The use of livestream platforms to shop is going to explode in the near future.
Laura Preston met Kim Castellano, founder of the fashion retailer and livestream shopping platform Tiare Rose, through mutual friends long before the ongoing coronavirus pandemic started. When the Tiare Rose e-commerce portal eventually launched in March 2021, Preston dipped her toes into shopping via livestream for the first time to buy a facial cream and cleanser. Preston is one of thousands of people looking for curated and service-oriented ways to shop via the creator economy, but without relying on social media. TikTok and Instagram feel saturated with impersonal ads, she says.
“I don’t know what I’m doing half the time. I’m not good at fashion or finding quality items,” Preston says. “I’ve always been a fan of products Kim recommends and products under her own line. With other influencers, I don’t feel like I’ve always gotten the best quality products.”
Compared to the overwhelming amount of influencer content on social media, Preston said that Castellano’s social shopping platform, coupled with a brick-and-mortar Tiare Rose shop in Idaho, feels like a more trustworthy option. Shoppers visit the brand’s website and watch the livestream, where a host will debut, demo, and discuss certain products. Viewers might type questions or comments into a live chat box directed to whomever's hosting the stream, and links to products appear in the chat so shoppers can buy them with just a few clicks, all without leaving the stream. Livestreaming portals like Tiare Rose, Taobao, and ShopShops often work with a combination of in-house staff, curated influencers, and certified experts, like dermatologists.
According to Castellano and ShopShops CEO Liyia Wu, these livestream shopping apps are increasingly popular among both Chinese and American shoppers, although these markets are quite different. Wu says there are now 800 people running their own ShopShops events so far, across 60 cities. “Chinese shoppers might even watch us in the bathtub or when they wake up in the morning,” Wu says, referencing how the average ShopShops customer spends 44 hours a year on the app.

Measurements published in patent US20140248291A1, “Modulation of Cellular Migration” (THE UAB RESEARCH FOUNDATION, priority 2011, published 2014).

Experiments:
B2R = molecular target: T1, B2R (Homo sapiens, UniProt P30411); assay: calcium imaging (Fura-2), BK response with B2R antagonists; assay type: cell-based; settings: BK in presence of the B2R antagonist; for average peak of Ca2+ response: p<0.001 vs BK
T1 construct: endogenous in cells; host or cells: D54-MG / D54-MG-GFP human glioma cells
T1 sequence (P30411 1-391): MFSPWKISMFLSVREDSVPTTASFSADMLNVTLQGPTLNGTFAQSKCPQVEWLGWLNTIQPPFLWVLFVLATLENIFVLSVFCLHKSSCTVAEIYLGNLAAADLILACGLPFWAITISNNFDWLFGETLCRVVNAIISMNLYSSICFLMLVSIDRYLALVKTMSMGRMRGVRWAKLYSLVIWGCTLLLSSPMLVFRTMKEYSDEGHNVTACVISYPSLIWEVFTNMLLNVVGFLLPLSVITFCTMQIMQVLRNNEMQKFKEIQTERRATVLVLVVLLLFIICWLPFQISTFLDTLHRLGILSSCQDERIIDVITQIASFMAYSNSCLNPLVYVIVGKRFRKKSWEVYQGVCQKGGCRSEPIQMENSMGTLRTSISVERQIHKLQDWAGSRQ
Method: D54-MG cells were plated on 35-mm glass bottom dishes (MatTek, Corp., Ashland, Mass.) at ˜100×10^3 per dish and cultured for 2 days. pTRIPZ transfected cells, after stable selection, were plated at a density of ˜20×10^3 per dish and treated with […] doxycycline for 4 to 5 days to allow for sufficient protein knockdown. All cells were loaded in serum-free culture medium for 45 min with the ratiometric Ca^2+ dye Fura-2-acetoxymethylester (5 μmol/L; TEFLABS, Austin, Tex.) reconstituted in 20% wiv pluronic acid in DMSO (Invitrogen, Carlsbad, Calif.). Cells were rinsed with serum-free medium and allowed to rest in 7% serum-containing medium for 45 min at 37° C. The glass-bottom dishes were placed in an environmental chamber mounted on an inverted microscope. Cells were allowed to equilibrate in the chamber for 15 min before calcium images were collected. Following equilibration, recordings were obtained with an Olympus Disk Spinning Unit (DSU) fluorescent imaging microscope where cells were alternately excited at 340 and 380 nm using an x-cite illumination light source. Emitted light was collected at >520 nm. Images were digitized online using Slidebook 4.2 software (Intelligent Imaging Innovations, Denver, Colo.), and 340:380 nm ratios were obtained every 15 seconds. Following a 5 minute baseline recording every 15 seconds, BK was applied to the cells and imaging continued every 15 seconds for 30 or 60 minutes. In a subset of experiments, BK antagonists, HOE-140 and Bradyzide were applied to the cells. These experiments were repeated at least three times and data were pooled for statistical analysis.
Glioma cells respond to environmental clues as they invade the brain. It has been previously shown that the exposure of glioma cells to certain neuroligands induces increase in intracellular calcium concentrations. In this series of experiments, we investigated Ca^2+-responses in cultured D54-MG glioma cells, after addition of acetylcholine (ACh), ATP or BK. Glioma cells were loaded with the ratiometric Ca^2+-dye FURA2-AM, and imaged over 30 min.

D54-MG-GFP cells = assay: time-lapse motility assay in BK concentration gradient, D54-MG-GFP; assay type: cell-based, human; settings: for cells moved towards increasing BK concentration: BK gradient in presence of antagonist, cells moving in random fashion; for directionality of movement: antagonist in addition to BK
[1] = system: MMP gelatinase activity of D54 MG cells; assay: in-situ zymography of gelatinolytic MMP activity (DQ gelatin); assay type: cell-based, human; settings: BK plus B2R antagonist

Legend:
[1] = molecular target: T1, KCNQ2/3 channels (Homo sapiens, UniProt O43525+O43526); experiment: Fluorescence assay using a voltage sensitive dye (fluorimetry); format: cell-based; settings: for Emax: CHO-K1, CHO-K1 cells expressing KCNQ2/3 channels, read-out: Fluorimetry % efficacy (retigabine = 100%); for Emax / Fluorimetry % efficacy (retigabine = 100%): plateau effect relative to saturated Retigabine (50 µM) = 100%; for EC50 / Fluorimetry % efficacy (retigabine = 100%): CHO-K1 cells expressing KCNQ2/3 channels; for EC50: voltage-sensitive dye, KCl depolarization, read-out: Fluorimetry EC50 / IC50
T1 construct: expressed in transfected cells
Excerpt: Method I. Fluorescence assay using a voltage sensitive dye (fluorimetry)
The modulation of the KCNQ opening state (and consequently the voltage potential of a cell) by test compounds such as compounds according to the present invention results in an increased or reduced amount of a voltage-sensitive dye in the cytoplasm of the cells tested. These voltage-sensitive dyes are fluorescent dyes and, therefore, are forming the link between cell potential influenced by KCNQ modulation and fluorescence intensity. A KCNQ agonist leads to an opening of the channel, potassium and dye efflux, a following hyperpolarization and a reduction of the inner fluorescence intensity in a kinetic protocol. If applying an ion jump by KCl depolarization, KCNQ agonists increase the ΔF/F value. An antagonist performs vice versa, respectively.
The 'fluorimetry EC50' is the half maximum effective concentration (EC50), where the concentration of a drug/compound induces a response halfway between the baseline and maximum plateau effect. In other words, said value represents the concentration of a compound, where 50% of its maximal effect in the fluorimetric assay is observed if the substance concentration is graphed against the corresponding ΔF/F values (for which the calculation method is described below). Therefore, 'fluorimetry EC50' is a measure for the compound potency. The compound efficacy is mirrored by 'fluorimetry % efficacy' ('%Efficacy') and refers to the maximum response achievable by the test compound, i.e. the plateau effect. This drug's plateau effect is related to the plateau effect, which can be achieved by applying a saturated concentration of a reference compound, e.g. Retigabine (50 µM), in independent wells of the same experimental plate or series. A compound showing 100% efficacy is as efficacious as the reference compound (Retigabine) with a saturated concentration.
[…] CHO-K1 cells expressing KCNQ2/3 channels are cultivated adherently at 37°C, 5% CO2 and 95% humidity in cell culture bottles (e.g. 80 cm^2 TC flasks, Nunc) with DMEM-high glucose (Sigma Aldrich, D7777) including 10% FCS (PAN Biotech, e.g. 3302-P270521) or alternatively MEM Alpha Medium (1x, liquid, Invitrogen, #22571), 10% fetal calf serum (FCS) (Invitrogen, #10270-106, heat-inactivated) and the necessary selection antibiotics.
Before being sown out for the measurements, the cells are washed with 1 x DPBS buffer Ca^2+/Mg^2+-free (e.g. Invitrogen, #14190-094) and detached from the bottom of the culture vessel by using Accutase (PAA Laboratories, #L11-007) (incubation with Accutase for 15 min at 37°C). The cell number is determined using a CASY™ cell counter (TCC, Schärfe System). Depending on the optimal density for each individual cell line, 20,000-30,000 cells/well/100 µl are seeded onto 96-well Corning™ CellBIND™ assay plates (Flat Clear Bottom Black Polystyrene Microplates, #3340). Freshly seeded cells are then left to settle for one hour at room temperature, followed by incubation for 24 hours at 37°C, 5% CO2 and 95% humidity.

“For the Asian consumer, shopping is more entertaining, almost like a sport,” Castellano says. “American are looking for more information ... Live shops are such a big leap for the American consumer that it has to be easy. You can’t ask them to download something. The American consumer is slower to embrace new technology.”
Over in China, Taobao shopper Dovey Wan tells Elite Daily she loves livestream shopping apps because they offer more dynamic interactions with suppliers and brands. “The power of the mighty supply chain in China is unimaginable for people in the U.S. Like, if you showcase a new outfit in the stream that you want to sell that’s just a sample, you can collect user feedback to update it. Everything happens within hours,” Wan says. “It’s fun and cheap and also entertaining. The top shopping hosts can get the best deals from brands.”
Indeed, some Chinese shopping hosts, like “Lipstick King” Li Jiaqi, can generate millions of dollars in sales around holidays like Singles’ Day. On the other hand, Americans like Preston may be looking for a more curated experience, rather than 24/7 streams. For example, Lauren Daccache, marketing lead for beauty livestream platform Newness, says one makeup masterclass on her streaming platform by the beauty influencer Nam Vo sold 400 general admission tickets at $80 each and 100 VIP tickets at $400 each.